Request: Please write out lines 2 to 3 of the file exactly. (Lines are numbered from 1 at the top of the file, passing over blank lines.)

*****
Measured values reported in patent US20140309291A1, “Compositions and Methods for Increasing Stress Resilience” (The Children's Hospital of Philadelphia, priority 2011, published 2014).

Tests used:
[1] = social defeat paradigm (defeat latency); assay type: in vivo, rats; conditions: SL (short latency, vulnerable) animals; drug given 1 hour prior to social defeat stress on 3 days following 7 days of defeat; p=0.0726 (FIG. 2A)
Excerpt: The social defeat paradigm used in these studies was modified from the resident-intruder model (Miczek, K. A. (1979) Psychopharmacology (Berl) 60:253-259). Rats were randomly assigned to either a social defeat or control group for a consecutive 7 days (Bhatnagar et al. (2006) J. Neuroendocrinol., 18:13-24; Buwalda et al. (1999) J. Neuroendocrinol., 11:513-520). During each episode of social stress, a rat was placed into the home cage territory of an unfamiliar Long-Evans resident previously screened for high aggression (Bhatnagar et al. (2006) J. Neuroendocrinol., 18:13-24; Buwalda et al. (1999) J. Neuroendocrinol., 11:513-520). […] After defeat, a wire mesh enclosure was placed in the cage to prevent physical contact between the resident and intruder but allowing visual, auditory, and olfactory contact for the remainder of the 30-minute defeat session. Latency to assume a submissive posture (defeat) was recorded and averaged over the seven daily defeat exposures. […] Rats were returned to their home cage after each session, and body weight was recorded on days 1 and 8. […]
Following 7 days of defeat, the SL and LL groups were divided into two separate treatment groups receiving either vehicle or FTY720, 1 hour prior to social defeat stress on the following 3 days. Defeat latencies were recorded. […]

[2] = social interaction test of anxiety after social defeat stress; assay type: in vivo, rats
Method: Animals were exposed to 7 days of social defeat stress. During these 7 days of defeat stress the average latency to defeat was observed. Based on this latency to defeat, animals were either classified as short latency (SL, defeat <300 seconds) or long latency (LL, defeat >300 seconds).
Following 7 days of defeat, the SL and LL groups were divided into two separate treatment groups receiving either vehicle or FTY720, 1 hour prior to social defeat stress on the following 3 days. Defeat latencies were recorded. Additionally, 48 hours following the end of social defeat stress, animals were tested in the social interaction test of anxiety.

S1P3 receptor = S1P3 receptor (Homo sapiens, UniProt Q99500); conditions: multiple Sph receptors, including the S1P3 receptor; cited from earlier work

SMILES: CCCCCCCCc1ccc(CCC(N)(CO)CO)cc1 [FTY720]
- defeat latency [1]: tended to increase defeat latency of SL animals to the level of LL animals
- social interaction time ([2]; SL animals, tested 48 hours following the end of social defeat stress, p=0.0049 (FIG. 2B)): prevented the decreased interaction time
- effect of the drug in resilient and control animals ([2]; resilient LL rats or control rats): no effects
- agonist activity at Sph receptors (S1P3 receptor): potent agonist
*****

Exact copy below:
Tests used:
[1] = social defeat paradigm (defeat latency); assay type: in vivo, rats; conditions: SL (short latency, vulnerable) animals; drug given 1 hour prior to social defeat stress on 3 days following 7 days of defeat; p=0.0726 (FIG. 2A)